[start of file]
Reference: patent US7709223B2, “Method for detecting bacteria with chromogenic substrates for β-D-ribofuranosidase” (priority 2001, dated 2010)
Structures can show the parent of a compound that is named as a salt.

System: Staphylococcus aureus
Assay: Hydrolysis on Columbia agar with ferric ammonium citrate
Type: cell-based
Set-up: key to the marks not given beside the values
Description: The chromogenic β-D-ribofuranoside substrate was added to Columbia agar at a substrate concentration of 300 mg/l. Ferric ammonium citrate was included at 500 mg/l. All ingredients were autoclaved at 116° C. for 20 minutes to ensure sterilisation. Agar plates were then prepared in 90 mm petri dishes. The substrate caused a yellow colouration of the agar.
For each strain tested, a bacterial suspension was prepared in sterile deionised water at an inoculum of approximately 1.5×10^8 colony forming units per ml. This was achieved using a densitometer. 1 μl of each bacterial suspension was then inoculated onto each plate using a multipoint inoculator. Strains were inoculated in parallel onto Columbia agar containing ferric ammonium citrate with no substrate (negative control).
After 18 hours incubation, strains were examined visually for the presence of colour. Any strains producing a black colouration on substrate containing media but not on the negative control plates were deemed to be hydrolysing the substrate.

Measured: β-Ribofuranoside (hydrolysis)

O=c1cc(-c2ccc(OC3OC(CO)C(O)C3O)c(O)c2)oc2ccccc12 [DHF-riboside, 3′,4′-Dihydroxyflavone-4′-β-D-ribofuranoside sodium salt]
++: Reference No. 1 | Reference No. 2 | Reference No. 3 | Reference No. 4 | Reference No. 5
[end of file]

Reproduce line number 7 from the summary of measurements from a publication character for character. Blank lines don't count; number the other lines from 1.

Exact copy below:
Description: The chromogenic β-D-ribofuranoside substrate was added to Columbia agar at a substrate concentration of 300 mg/l. Ferric ammonium citrate was included at 500 mg/l. All ingredients were autoclaved at 116° C. for 20 minutes to ensure sterilisation. Agar plates were then prepared in 90 mm petri dishes. The substrate caused a yellow colouration of the agar.